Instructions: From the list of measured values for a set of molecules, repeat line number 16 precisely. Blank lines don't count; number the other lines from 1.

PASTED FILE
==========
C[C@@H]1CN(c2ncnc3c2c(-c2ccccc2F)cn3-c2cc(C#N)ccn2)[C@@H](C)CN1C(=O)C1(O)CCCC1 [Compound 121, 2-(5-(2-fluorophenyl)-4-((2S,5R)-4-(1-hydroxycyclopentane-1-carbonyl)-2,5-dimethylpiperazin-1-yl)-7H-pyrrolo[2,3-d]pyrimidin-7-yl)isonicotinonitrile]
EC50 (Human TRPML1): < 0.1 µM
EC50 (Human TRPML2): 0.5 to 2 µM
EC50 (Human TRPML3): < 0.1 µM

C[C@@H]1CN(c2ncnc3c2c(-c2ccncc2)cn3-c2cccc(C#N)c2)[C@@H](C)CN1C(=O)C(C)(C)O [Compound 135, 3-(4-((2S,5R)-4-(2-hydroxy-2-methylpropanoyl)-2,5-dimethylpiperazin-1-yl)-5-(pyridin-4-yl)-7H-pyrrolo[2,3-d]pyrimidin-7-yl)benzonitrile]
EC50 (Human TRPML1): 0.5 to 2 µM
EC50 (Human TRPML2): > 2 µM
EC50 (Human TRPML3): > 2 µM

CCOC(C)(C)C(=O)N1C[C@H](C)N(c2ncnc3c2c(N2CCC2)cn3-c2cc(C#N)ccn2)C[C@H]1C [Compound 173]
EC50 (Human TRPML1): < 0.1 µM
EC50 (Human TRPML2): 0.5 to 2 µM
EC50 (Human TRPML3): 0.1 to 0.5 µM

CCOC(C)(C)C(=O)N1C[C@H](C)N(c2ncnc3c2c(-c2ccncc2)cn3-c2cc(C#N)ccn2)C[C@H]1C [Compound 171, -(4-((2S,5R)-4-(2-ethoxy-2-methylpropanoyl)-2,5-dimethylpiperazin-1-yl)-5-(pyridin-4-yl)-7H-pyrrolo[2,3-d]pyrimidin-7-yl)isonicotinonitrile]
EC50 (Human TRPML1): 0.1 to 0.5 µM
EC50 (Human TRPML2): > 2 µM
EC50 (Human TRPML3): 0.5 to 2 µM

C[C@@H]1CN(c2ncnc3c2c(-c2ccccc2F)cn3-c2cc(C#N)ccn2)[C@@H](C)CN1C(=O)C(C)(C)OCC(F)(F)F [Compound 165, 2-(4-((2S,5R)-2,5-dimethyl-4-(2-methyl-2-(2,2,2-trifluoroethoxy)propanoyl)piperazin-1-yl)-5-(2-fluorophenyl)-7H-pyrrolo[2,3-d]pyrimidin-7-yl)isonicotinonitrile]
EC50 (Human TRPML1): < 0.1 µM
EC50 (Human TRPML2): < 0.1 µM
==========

EC50 (Human TRPML3): 0.5 to 2 µM